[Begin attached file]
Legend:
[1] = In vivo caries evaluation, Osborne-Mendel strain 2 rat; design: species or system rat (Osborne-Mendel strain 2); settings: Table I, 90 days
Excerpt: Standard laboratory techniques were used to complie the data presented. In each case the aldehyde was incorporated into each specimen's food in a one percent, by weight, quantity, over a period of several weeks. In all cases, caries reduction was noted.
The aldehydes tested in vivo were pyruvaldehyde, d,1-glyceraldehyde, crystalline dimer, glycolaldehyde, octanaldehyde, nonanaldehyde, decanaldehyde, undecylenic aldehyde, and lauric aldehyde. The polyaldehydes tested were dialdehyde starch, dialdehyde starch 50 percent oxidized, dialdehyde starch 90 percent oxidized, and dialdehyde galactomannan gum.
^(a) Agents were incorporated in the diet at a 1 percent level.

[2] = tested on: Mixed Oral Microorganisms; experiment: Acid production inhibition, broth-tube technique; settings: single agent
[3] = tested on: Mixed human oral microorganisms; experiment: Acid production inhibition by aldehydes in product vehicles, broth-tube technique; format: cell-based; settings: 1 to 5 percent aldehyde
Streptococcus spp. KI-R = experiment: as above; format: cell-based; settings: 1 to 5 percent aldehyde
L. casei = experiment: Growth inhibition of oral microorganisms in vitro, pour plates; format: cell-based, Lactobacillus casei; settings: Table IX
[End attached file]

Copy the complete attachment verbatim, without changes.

Legend:
[1] = In vivo caries evaluation, Osborne-Mendel strain 2 rat; design: species or system rat (Osborne-Mendel strain 2); settings: Table I, 90 days
Excerpt: Standard laboratory techniques were used to complie the data presented. In each case the aldehyde was incorporated into each specimen's food in a one percent, by weight, quantity, over a period of several weeks. In all cases, caries reduction was noted.
The aldehydes tested in vivo were pyruvaldehyde, d,1-glyceraldehyde, crystalline dimer, glycolaldehyde, octanaldehyde, nonanaldehyde, decanaldehyde, undecylenic aldehyde, and lauric aldehyde. The polyaldehydes tested were dialdehyde starch, dialdehyde starch 50 percent oxidized, dialdehyde starch 90 percent oxidized, and dialdehyde galactomannan gum.
^(a) Agents were incorporated in the diet at a 1 percent level.

[2] = tested on: Mixed Oral Microorganisms; experiment: Acid production inhibition, broth-tube technique; settings: single agent
[3] = tested on: Mixed human oral microorganisms; experiment: Acid production inhibition by aldehydes in product vehicles, broth-tube technique; format: cell-based; settings: 1 to 5 percent aldehyde
Streptococcus spp. KI-R = experiment: as above; format: cell-based; settings: 1 to 5 percent aldehyde
L. casei = experiment: Growth inhibition of oral microorganisms in vitro, pour plates; format: cell-based, Lactobacillus casei; settings: Table IX